In 1940, the French Air Force was in the midst of receiving an order for 230 Yale aircraft. When France fell to the German army, 113 aircraft had been delivered and another 119 were completed and awaiting shipment from the North American Aviation plant in Los Angeles. The Germans adopted the captured Yales for use as trainers in their air force. They were in service until the availability of spare parts ran dry and the aircraft became unservicable. The other 119 were taken by the RCAF under agreement with North American Aviation.

At the end of World War II, the RCAF sold all remaining Yales as scrap. Approximately 30 escaped the scrapper’s axe. Fifteen are currently flightworthy.

Based on the North American NA-16 Harvard design, the Yale was given a longer all-metal fuselage which was superior to the Harvard fuselage. Other modifications included moving the fin backwards and engine forward, the latter in order to maintain the aircraft’s centre of gravity.  Changes to the rudder and adoption of a wing design inferior to that of the Harvard, as well as receiving a less powerful engine caused the Yale to handle differently and with lower performance than the Harvard. A main difference between the Yale and the Harvard is that the latter had retractable landing gear.

The North American Yale was used at four Service Flying Training Schools, No. 1 Flying Instructor School in Trenton, four Wireless Schools and as an operational aircraft in one communications squadron and one in a fighter squadron.

Yale 3462 is owned by the Commonwealth Air Training Plan and is awaiting resources to finish restoration to flightworthy status. It was taken on strength by the RCAF on November 29 1940 at No.  14 Service Flying Training School in Aylmer Ontario. It was redeployed to No. 3 Wireless School in Winnipeg Manitoba. While at No. 14 SFTS, it was involved in a Category C crash. When it was struck off strength by Canada’s War Assets department on July 20 1943, the airframe had 2,110 hours on it.

The North American Yale has a maximum/cruise speed of 166/146 mph. Its range is 730 miles at cruising speed and is capable of five hours flying time. Its service ceiling is 17,500 feet. There was no armament on RCAF models.

North American Aviation opened for business in 1928. It was acquired by General Motor’s general aviation division in 1933 which moved production facilities from Maryland to California and changed the company’s focus to building training aircraft. During World War II, North American expanded operations into Ohio, Texas and Kansas and became the eleventh highest producer of military products. In 1948, General Motors let North American go to become a public company. In 1967 North American merged with Rockwell-Standard of which the new company became known as North American Rockwell. In December 1996, Boeing acquired the company.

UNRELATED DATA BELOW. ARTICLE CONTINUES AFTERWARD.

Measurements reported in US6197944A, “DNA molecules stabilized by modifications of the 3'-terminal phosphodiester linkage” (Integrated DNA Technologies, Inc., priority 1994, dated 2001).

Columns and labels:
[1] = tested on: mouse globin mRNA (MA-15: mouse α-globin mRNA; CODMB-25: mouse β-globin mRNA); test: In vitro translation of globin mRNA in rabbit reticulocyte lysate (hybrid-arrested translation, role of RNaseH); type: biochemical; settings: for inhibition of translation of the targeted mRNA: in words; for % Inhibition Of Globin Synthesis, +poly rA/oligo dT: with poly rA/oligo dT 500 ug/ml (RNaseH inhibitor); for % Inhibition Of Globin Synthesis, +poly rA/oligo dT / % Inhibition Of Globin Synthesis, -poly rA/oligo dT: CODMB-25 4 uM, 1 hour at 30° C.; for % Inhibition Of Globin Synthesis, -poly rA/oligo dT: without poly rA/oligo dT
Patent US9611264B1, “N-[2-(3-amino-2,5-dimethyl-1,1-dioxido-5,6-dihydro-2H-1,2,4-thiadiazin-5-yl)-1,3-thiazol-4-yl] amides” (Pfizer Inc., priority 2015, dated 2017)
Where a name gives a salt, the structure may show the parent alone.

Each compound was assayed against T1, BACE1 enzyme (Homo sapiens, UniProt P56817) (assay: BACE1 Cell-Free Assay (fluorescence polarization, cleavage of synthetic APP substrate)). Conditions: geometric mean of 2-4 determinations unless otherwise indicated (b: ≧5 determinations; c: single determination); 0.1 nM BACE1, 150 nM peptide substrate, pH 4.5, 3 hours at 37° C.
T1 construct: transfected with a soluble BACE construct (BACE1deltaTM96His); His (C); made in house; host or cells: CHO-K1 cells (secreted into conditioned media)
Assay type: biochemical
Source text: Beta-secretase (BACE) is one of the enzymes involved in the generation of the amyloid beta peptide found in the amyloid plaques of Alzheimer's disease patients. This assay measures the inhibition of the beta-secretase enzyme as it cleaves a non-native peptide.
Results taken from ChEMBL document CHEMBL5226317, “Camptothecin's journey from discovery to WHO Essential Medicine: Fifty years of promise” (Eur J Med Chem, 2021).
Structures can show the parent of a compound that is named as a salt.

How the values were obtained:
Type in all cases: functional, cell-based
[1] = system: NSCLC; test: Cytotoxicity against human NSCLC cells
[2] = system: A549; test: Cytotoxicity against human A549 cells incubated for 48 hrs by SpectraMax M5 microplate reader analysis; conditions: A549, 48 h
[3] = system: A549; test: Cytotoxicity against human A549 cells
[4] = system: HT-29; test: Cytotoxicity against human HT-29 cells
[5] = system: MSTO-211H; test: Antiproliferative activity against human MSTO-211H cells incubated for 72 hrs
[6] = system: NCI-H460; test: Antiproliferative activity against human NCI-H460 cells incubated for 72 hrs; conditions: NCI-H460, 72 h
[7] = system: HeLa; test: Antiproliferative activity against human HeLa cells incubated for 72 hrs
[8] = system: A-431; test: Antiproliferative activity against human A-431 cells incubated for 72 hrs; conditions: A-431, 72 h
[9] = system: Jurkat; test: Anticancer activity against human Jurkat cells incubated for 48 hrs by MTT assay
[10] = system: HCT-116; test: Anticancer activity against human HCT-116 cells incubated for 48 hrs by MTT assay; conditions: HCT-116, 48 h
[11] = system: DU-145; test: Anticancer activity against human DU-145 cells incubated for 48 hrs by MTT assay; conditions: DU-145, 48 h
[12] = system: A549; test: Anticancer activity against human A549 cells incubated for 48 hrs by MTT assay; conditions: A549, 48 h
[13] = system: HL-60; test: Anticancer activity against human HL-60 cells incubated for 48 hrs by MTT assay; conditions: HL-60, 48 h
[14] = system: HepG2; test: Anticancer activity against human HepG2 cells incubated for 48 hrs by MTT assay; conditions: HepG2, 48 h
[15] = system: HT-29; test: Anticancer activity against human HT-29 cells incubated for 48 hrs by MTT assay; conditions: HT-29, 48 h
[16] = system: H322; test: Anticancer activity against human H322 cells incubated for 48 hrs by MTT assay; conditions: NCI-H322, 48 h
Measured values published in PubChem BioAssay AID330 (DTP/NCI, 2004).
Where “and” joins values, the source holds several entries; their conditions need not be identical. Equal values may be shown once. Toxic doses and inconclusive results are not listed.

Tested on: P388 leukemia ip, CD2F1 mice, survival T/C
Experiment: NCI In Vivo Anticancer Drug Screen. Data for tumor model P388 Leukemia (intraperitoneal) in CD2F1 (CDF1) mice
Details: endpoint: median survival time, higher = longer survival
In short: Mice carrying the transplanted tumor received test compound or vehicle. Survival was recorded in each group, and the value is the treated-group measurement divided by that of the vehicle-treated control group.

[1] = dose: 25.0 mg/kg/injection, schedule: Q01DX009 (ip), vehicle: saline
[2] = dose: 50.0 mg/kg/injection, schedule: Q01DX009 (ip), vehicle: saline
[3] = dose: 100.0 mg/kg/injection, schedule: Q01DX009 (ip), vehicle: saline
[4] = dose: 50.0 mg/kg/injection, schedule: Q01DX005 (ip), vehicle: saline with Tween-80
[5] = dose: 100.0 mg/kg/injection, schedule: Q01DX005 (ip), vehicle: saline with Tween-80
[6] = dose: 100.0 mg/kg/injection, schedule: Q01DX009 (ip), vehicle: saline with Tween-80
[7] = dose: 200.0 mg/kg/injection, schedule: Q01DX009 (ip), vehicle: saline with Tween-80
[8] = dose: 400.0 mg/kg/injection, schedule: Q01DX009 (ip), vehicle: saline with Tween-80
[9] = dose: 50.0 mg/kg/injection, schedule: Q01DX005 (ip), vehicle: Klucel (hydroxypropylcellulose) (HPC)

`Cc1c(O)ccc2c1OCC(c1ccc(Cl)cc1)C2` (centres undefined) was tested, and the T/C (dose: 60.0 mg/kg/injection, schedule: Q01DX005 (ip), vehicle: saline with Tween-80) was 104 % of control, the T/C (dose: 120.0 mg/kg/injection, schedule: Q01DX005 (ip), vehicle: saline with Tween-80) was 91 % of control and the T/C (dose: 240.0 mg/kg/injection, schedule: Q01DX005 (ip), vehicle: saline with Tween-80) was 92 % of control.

North American Aviation had an incredible history related to the development and production of advanced aircraft, especially its military versions.  Other remarkable aircraft produced by North American include the Harvard (T-6 Texan) trainer, P-51 Mustang fighter, B-25 Mitchell bomber and F-86 Sabre Jet. North American also played a significant role in development and flight of the X-15 aircraft, the Apollo Command and Service Modules, the Saturn V rocket and the Space Shuttle.

Wikipedia – North American NA-64 Yale - https://en.wikipedia.org/wiki/North_American_NA-64_Yale

Wikipedia – North American Aviation - https://en.wikipedia.org/wiki/North_American_Aviation#World_War_II

Photo - By USAF - Canadian Forces, Public Domain -

https://commons.wikimedia.org/w/index.php?curid=1627461

The North American NA-64 Yale is an advanced World War II trainer aircraft used by the Royal Canadian Air Force in the British Commonwealth Air Training Plan. The Yales were acquired to be an intermediate trainer between the Elementary School’s Tiger Moths and Fleet Finches and Service Flying Training School’s Harvards.  The RCAF soon realized that this step was unnecessary and the Yales were relegated to duty as radio trainers. This aircraft was not originally intended for use in the `Plan,’ but when the opportunity came to acquire a fleet of Yales, the RCAF took advantage of the offer to ease the shortage of dual control trainer aircraft.

Commonwealth Air Training Plan Museum
Canada 150 Vignette – 038 of 150
British Commonwealth Air Training Plan
​Aircraft - The North American Yale​